I was watching Bob Dylan's show down in Irvine last year which was part of his Americana Tour and got to thinking that there was probably no more anonymous job in music than playing in Dylan's back-up band. Bashful Bob keeps the lights down low when he plays and refuses to allow cameras to broadcast his set. He has his boys all in matching outfits and doesn't bother to introduce them to the audience. I could have run into any of them in the parking lot and would not have had a clue I'd been watching them on stage. I guess playing with Dylan is its own reward. I'd happily do it if I were good enough. Near the end of his set, Dylan brought out Jim James and Jeff Tweedy and they all launched into a moving cover of the Band's "The Weight" which reminded me that there was at least one Dylan back-up band that wasn't anonymous at all. The Band was widely revered in the Bay Area when I was growing up there and that was where they chose to end their career as documented in the film "The Last Waltz." I remember all the hoopla about that show which puzzled me at the time. I did not understand all the fuss about the group, I thought they were kind of boring. The group was celebrated as being a return to the roots of rock when they came out with this album in 1968, a reaction against the excesses and pretensions of the psychedelic era. I on the other hand adored the psychedelic era and disliked the unadorned simplicity of this music. Although I still prefer psychedelic music to roots rock, I've come to admire this album as I've gotten older particularly after I became a fan of country and folk music which informs so much of their sound. My copy of the record is a British import because I have a collector's fetish thing for imports. I should have bought the domestic version though because that is a gatefold cover that has pictures of the band and the pink house that inspired the title of the record. One of these days I'll pick up one. This is my favorite album by the Band. It opens brilliantly with "Tears of Rage" by Dylan and Richard Manuel (uncredited on my copy of the record.) I love the version Dylan cut with the Band on "The Basement Tapes" but this is the definitive version of the song. Manuel's tortured vocal is so powerful as he expresses the "King Lear" inspired lyrics of parent-child discord, so resonant of the generational conflicts that helped fuel the fires of the 1960s. The Band somberly plays the tune like they are performing at a funeral, yet still imbue the music with passion. They pick up the pace for Robbie Robertson's "To Kingdom Come" which features some sizzling guitar work from Robertson. The lyrics feature the Biblical influence that permeates the imagery of the album but the song is largely a secular tale of moral ambiguity and karma. Manuel's "In a Station" is a keyboard driven oblique love song. I have no idea what Robertson's "Caledonia Mission" is about but is sounds pretty nice, a countryish tune with a forceful chorus. Side One concludes with one of the Band's best known songs, Robertson's "The Weight." I have to confess I disliked the tune as a teen. I did not understand what they trying to say in the song and I was repelled by the roughness of the vocals. I'm still not really sure what it is about, but I've come to admire the song as much as most people do. The song offers a series of vignettes of small town Southern life liberally sprinkled with Biblical references that make the song seem deeper than it really is. The powerful Gospel influenced music adds to the gravity of the song as well. It is a great performance, but my favorite version of the song is the one by Aretha Franklin on "This Girl's in Love with You." Side two opens with Manuel's "We Can Talk" which features Manuel, Danko and Levon Helms sharing the vocal. The song sounds silly to me but it does benefit from a strong rhythm and blues style melody. "Long Black Veil" was originally a hit for Lefty Frizzell who has my favorite version of it. I'm not a big fan of the song, I think it is maudlin and contrived. It is sung from the point of view of a dead guy who preferred to be executed rather than reveal that he'd been making love to his best friend's wife at the time of the murder he was convicted of. The Band solemnly play the song at a lethargic pace that makes it even more oppressive to listen to. Robertson's "Chest Fever" opens with a fancy organ solo that sounds like prog rock but fortunately that leads into a heavy riff that drives one of the hardest rocking songs on the album. The song is about a guy with woman trouble. The energy level plummets with Manuel's "Lonesome Suzie" which is a glacially slow ballad about an unhappy woman who needs a friend. Manuel's plaintive vocal is the only thing I like about the song. There are lots of covers of "This Wheel's on Fire" (listed as "Wheels on Fire" on the sleeve of my album) but this one is my favorite. The song was written by Dylan and Rick Danko (who is uncredited on my record) and dates back to "The Basement Tapes" sessions. Danko's vocal gives the song a feeling of urgency supported by the group's robust playing. The lyrics are typically full of the evocative language and imagery of Dylan in the 1960s. The record concludes with Dylan's "I Shall Be Released" which in the hands of the Band sounds like a gospel song. Manuel's high quavery vocal is very effective and it gives the album an emotional finish. In retrospect it was not a good omen for the future of the Band that three of the four best songs on the record were written by Bob Dylan. I feel like they did their best work collaborating with Dylan. On their own, their songwriting was their weakness. They could play and sing great, but aside from their follow-up album "The Band," their albums were hampered by pedestrian songwriting, especially as Manuel's output diminished. However on this album, the group is terrific. The record is loaded with good songs and strong performances. This album has aged very well, it still sounds like a classic album, heartfelt, authentic and full of integrity. Recommended to fans of Wilco and Ryan Adams.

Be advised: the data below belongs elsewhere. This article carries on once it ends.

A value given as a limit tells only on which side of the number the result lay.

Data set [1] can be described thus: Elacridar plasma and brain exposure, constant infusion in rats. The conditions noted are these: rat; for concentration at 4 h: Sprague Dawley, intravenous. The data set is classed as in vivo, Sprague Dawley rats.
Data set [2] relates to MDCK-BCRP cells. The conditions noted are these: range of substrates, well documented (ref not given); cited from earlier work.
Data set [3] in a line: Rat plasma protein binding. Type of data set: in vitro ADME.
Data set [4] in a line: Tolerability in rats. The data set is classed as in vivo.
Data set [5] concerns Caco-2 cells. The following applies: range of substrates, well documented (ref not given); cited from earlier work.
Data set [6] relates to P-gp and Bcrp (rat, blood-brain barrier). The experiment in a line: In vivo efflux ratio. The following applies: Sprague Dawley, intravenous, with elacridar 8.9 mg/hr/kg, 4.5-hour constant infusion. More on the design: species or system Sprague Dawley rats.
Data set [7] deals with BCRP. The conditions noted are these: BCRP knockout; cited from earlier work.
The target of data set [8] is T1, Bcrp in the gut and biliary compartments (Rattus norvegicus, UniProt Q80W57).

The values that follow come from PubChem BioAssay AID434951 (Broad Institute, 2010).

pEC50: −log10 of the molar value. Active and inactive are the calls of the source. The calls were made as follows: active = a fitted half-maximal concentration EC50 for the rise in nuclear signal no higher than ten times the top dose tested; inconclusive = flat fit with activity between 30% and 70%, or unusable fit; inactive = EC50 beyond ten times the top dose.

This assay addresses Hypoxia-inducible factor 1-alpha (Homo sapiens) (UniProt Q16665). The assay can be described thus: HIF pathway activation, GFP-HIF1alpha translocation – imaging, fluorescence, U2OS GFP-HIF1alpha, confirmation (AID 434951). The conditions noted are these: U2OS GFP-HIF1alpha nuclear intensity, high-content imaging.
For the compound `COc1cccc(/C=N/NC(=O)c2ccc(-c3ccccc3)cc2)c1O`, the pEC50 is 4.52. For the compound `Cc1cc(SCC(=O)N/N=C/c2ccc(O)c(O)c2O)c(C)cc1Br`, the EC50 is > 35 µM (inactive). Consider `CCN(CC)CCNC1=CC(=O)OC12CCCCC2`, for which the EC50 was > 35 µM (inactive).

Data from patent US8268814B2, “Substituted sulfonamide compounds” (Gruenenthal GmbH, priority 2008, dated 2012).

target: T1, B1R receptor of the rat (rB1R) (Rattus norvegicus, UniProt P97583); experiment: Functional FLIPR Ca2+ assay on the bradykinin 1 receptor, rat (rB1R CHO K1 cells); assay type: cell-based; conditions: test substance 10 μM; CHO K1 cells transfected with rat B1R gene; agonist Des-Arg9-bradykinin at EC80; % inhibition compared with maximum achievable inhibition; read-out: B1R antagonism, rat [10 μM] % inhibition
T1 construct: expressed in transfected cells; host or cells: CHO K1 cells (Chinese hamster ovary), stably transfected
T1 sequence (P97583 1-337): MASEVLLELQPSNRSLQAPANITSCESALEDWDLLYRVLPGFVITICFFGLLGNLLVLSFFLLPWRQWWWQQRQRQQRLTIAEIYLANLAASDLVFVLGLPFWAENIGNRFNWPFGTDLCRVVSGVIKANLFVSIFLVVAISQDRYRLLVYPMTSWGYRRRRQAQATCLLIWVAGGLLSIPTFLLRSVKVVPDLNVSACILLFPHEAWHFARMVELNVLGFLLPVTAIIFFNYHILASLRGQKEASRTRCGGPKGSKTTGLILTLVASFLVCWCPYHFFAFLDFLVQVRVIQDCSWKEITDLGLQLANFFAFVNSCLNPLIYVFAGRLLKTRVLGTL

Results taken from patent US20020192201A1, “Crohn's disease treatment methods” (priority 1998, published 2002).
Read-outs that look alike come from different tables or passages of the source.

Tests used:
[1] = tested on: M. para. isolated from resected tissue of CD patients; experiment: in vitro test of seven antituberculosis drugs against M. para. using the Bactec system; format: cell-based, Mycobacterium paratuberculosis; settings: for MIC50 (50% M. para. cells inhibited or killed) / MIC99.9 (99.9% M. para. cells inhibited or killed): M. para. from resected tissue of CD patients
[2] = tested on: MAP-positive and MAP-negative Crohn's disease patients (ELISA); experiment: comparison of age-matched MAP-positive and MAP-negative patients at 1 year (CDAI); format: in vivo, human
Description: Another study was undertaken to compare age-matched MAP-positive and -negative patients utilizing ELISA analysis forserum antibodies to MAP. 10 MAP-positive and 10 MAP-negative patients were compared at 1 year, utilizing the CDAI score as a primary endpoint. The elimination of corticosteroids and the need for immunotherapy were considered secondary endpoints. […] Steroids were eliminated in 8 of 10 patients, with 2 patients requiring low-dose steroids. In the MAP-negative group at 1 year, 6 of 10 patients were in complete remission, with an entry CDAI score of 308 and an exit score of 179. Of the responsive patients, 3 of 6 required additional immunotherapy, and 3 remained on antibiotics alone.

Friday, September 19, 2014